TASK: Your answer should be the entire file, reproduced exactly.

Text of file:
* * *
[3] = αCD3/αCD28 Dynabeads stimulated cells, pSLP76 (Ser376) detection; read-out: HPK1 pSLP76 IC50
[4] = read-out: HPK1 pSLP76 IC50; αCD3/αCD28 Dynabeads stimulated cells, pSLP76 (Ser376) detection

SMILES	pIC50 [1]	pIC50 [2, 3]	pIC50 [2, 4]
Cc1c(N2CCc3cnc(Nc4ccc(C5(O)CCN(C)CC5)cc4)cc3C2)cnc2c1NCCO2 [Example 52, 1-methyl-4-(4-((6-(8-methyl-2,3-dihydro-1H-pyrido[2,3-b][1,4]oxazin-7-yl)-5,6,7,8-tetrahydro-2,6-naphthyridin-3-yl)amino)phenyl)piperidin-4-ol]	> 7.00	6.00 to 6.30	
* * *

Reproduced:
[3] = αCD3/αCD28 Dynabeads stimulated cells, pSLP76 (Ser376) detection; read-out: HPK1 pSLP76 IC50
[4] = read-out: HPK1 pSLP76 IC50; αCD3/αCD28 Dynabeads stimulated cells, pSLP76 (Ser376) detection

SMILES	pIC50 [1]	pIC50 [2, 3]	pIC50 [2, 4]
Cc1c(N2CCc3cnc(Nc4ccc(C5(O)CCN(C)CC5)cc4)cc3C2)cnc2c1NCCO2 [Example 52, 1-methyl-4-(4-((6-(8-methyl-2,3-dihydro-1H-pyrido[2,3-b][1,4]oxazin-7-yl)-5,6,7,8-tetrahydro-2,6-naphthyridin-3-yl)amino)phenyl)piperidin-4-ol]	> 7.00	6.00 to 6.30	